Africa’s richest man and President of Dangote Group, Aliko Dangote, has clarified that his refinery, petrochemical and fertilizer plant did not collect as much foreign exchange from the Central Bank of Nigeria (CBN) as some people have speculated, stressing that his company raised a substantial part of the forex being used in the execution of the multi-billion dollar project.
This is coming as Vice-President Yemi Osinbajo has described the refinery, fertilizer, petrochemical and gas pipeline project being executed by Dangote Group at a cost of $17 billion, as the largest single project in the world.
Speaking during an inspection tour of the ongoing project by Osinbajo in the Lagos Free Trade Zone at the Ibeju-Lekki area of Lagos, Dangote said the company sourced the $100 million used in acquiring the land from the Lagos State Government and raised another $300 million capital to start the project without any assistance.
“Let me expatiate for you to understand so that you don’t get me misquoted. The loan for this project was taken by Dangote Industries, which is the holding company because the refinery is a brand new company and nobody will give you money for a brand new company.
“Dangote Industries used its balance sheet to borrow the money and there is an interest element that will have to be paying because we took the money since 2014. So the interest since 2014 to date is $173 million.
“That is the only forex we have received from the CBN for this plant out of the $12 billion we are using to build this plant.
“If you look at the fertilizer complex, the forex is in two components but they are all below $600 million out of $2 billion. So we have always been trying our best.
“For example, we bought the land for $100 million. Legally, we are not supposed to pay the Lagos State Government in dollars. So we brought in $100 million and changed it and paid them the naira equivalent at that time.
“We also brought $300 million capital to start the work. So we brought quite a substantial amount of our own money,” Dangote explained.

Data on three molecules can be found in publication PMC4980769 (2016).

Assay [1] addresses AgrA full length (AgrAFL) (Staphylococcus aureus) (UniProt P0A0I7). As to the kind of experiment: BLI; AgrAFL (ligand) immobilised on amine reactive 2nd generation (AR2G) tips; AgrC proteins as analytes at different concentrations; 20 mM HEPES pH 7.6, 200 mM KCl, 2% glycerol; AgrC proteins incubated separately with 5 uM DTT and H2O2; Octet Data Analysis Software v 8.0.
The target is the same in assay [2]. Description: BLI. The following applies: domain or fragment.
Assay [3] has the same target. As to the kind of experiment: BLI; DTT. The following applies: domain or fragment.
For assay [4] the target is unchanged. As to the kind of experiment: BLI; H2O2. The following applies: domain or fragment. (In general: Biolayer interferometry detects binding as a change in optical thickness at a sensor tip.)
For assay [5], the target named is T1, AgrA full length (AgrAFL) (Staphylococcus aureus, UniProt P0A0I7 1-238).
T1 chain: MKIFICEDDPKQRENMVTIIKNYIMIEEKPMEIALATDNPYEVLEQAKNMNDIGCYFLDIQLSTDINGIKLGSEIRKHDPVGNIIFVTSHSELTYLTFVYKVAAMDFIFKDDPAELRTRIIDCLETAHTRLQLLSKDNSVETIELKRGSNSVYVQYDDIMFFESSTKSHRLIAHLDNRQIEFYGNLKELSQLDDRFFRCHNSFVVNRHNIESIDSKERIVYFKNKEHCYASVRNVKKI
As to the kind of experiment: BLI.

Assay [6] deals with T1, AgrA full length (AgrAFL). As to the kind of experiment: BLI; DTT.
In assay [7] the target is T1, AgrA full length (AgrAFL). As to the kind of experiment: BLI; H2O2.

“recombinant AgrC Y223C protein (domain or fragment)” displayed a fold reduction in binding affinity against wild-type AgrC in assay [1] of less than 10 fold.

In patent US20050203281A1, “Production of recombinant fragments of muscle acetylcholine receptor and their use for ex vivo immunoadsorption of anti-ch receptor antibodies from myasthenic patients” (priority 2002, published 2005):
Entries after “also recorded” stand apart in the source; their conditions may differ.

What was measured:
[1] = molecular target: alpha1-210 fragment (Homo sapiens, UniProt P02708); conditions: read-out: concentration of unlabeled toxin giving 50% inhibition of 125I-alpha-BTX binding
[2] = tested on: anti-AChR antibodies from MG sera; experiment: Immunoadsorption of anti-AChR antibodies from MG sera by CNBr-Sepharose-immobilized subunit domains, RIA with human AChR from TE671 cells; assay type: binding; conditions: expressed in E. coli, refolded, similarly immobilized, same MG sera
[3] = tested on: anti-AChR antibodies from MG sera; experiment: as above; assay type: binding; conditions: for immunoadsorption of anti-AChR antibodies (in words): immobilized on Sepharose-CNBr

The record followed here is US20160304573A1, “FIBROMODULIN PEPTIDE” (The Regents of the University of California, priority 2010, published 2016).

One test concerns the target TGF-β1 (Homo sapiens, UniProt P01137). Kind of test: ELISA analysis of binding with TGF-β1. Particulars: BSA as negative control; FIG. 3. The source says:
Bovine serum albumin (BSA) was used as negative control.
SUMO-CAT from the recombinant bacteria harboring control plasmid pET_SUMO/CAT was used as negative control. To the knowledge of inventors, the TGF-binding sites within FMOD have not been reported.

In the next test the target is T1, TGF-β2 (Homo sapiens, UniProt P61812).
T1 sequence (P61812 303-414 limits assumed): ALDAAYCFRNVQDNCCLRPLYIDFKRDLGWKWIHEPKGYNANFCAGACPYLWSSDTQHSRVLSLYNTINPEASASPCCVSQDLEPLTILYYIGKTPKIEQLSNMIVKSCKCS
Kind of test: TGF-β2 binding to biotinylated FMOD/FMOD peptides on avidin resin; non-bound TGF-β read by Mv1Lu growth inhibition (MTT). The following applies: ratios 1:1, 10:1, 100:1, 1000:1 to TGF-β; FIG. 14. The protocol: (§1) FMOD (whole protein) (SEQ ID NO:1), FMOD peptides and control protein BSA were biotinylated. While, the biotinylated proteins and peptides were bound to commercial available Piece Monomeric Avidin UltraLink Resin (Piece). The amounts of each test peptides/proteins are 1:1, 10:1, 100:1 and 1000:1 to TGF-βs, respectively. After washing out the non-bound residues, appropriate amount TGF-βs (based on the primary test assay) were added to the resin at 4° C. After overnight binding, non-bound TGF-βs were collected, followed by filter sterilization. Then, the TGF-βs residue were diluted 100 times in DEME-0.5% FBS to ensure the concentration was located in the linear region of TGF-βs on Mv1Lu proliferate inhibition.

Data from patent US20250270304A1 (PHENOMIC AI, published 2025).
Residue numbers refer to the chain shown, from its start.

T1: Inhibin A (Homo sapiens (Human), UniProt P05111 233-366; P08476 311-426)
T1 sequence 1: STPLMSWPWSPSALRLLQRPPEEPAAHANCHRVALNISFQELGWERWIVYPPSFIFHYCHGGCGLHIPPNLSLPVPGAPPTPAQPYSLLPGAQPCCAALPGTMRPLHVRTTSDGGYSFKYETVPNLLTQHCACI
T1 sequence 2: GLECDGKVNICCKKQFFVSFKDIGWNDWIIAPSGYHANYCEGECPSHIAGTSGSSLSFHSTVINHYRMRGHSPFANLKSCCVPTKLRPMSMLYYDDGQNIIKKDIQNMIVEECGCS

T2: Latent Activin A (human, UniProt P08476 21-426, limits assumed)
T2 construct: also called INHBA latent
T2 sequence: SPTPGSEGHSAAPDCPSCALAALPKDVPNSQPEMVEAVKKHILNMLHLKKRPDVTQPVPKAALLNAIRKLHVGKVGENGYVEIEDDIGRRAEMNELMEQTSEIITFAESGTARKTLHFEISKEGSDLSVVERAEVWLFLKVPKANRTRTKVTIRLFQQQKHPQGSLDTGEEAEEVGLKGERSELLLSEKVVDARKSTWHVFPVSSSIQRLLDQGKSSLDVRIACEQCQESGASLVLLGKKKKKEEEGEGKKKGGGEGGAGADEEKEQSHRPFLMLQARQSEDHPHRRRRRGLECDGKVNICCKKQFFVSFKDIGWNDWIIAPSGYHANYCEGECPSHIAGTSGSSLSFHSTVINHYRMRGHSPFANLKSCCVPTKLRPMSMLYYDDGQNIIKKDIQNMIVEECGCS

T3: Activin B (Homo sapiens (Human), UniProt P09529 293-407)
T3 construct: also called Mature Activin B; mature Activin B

Obviously not amused by media reports alleging that his company received $161 million in 11 weeks from the CBN, the foremost industrialist argued that the amount was even insufficient when compared to the amount of foreign funds his companies use to run their operations.
“Yes, I don’t want to dispute the figures but even if we got $161 million in 11 weeks – 11 weeks is roughly three months; but we need about $98 to $100 million every month for the operations of Dangote Flour Mills, Dangote Sugar, Dangote Cement and diesel to fuel our 9,000 trucks.
“We are a company that minds its business and we don’t complain. When the exchange rate was moved from N197 to N280, we lost $420 million and that is almost N50 billion,” he added.
Dangote described himself as a proud Nigerian with no house or even a single block outside Nigeria.
“Yes, I have money but I don’t have properties or even a house outside Nigeria. Wherever I go, I stay in an hotel. This means that every amount of money we make here, we throw it back into the country. That is why we are doing all these,” Dangote said.
He recalled that the issue of forex allocation to his company arose after the CBN governor visited the project site and described it as the future of Nigeria and also promised that the central bank would render whatever assistance the refining and petrochemical project required.
“Really, the project we are doing here is to help diversify the economy of Nigeria and it is the largest single project anywhere in the world – be it fertilizer, gas pipeline, petrochemical or refinery. This is the largest single refinery in the world.
“The petrochemical plant that we have is 13 times bigger than the Eleme Petrochemical plant; what we are doing in terms of fertilizer is 10 times that of NAFCON (now Notore Fertilizer). It is the largest fertilizer plant in Africa,” he said.
Earlier in a presentation, the company stated that Nigeria would save $17.5 billion in forex earnings from the project.
The vice-president had during the tour of the project site, described the investment as the largest in the world, stressing that the gas pipeline and gas gathering projects would boost Nigeria’s electricity generation.
According to him, the gas project would add three billion cubic feet of gas per day to the Nigerian market, adding that with the current requirement of about two billion cubic feet of gas per day, Nigeria’s power sector would improve significantly when the project is completed.
“Many projects are going on here. It is clearly, and I venture to say that the project is possibly the largest in Africa. Here, we are building a refinery to refine 650,000 barrels of crude oil per day, which by all standards is the largest in the world.
“There are also the petrochemical and fertilizer plants, which are projected to be the largest in the world. There is also a pipeline project. I think it is quite an incredible industrial undertaking and possibly the largest and the most ambitious on the continent today. It is quite inspiring,” Osinbajo added.